Syrian Kurdish YPG says not bound by outcome of Astana peace talks
BEIRUTThe Syrian Kurdish People’s Protection Unit (YPG), which is the military wing of the Syrian Democratic Union Party (PYD), said on Jan. 23 that it would not be bound by any decision that emerges from the Syria talks in Kazakhstan as it was not involved in the meetings.
Indirect talks between representatives of the Syrian government and rebel groups began on Jan. 23 in the Kazakh capital of Astana under the sponsorship of Russia, Turkey and Iran.
The talks are the first to bring government and opposition delegations together since U.N.-brokered negotiations in Geneva were suspended last year. But the YPG and PYD were not invited.
“As we are not participating in these talks, we stress that we are not bound by any decisions issued from the Astana conference,” the YPG said in a statement, Reuters reported.
“We, in the People’s Protection Units [YPG], believe the entities that are participating and that have sponsored these talks are part of the problem in Syria in the first place,” it said.
Bashar al-Assad’s ally Russia had previously backed the PYD’s presence at negotiations in Switzerland.
But Turkey, long one of the rebels’ main backers, regards both the YPG and PYD as terror organizations as it sees them as extensions of the outlawed Kurdistan Workers Party (PKK), with which it has been in an armed conflict since the mid-1980s.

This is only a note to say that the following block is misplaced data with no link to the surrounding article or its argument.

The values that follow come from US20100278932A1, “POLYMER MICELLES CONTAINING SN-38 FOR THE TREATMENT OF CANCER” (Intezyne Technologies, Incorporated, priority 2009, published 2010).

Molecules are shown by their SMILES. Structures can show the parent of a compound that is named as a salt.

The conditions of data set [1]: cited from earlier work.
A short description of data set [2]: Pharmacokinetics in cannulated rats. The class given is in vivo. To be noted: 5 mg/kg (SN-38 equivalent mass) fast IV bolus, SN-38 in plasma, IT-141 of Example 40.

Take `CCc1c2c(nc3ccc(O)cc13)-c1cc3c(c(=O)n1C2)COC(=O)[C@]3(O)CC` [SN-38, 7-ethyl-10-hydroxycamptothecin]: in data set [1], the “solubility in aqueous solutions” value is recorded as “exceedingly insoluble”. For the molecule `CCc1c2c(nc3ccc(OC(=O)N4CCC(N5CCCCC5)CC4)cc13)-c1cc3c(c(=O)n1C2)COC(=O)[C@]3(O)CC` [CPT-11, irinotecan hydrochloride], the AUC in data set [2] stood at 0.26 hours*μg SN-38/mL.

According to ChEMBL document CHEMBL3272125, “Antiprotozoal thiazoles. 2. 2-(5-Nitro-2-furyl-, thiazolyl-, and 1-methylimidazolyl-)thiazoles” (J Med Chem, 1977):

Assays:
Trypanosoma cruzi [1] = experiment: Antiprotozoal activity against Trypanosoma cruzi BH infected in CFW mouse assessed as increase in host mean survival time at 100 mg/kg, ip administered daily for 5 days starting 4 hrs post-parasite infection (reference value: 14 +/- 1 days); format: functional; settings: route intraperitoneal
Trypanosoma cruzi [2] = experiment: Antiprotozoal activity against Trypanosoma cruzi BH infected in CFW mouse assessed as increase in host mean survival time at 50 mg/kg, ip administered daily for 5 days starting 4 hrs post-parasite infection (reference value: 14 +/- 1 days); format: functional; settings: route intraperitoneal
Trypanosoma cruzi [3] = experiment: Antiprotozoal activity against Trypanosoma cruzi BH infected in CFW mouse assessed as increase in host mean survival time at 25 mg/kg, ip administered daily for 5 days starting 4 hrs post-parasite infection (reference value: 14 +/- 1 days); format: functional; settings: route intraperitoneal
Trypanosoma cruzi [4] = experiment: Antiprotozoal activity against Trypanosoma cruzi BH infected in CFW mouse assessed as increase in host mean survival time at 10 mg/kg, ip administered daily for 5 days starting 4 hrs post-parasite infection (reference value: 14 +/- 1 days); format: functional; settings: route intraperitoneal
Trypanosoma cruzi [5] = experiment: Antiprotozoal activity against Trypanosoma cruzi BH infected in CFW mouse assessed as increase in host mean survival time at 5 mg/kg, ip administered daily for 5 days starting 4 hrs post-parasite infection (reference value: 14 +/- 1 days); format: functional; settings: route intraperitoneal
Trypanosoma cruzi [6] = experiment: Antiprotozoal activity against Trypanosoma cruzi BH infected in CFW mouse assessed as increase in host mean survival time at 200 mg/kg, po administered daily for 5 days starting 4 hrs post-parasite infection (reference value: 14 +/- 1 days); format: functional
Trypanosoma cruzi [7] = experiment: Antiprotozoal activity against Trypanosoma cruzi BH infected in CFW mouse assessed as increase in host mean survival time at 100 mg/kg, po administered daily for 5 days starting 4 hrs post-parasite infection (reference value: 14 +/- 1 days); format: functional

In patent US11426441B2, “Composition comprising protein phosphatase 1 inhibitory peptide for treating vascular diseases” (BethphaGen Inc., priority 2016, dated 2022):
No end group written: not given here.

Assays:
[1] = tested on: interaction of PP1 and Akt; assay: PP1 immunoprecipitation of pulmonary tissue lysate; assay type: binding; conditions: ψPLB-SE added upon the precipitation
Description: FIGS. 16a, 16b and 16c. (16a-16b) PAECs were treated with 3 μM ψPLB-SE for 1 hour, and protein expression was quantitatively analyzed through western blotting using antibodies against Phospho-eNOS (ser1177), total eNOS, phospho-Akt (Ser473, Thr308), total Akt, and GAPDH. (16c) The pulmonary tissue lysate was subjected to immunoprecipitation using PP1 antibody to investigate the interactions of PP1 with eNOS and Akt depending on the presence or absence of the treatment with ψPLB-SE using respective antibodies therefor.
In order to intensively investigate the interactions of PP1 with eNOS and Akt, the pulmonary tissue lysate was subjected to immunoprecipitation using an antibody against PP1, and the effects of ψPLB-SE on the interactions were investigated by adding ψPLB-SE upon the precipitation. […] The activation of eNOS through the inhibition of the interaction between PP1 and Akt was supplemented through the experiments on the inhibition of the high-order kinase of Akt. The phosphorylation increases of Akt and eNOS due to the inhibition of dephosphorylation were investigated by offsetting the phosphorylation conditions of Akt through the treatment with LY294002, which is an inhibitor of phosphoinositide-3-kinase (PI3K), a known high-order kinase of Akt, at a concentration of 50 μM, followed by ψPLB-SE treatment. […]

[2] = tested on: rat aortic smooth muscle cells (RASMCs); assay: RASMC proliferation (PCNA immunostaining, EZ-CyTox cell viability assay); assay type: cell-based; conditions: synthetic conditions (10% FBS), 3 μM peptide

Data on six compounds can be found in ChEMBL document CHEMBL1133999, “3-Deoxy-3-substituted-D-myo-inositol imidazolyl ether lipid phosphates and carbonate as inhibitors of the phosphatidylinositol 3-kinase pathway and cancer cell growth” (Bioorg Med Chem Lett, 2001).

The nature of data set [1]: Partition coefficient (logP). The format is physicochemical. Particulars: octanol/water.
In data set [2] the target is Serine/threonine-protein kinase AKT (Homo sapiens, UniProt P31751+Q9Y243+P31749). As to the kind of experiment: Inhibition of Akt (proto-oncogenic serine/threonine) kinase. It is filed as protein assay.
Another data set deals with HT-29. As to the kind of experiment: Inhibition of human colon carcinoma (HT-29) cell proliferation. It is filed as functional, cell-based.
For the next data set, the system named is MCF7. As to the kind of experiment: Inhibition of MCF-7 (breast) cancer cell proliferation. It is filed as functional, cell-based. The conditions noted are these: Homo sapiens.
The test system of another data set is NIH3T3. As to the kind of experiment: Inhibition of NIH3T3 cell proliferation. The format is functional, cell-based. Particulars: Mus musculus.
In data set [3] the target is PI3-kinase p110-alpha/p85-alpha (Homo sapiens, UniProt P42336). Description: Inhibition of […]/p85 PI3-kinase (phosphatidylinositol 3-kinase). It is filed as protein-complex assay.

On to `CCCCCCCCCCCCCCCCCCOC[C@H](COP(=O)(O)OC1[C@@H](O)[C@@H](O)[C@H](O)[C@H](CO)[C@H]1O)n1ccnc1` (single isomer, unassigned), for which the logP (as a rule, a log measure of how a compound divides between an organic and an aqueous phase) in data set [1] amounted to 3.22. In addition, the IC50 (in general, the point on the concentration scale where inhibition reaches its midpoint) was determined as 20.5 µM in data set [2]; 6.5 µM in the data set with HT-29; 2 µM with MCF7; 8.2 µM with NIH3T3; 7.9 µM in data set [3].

Turkey did not want the PYD and YPG to be represented in Astana.
The YPG is at the heart of a U.S.-led campaign against the Islamic State of Iraq and the Levant (ISIL) in Syria, and it controls swathes of the north, where residents of northern Syria have carved out self-governing regions since the start of the conflict.
Turkey and the U.S. are at odds over the designation of the PYD and YPG as even though the U.S. designates the PKK as a terror organization, it does not designate the PYD or YPG as terror organizations and sees these groups as “reliable” partners in their fight against ISIL in Syria.
The YPG said the solution for the Syrian conflict, which has raged on into its sixth year, would be “through democratic autonomous zones that preserve the unity of the Syrian land and that we are applying on the ground.”
The warring sides “could benefit from this experience that we have established,” it said.
In its ongoing Euphrates Shield operation in northern Syria, Turkey has aimed to clear its southern border of terror organizations, which include ISIL and the YPG. As such, it has clashed against forces backed by Syrian Kurds in the region.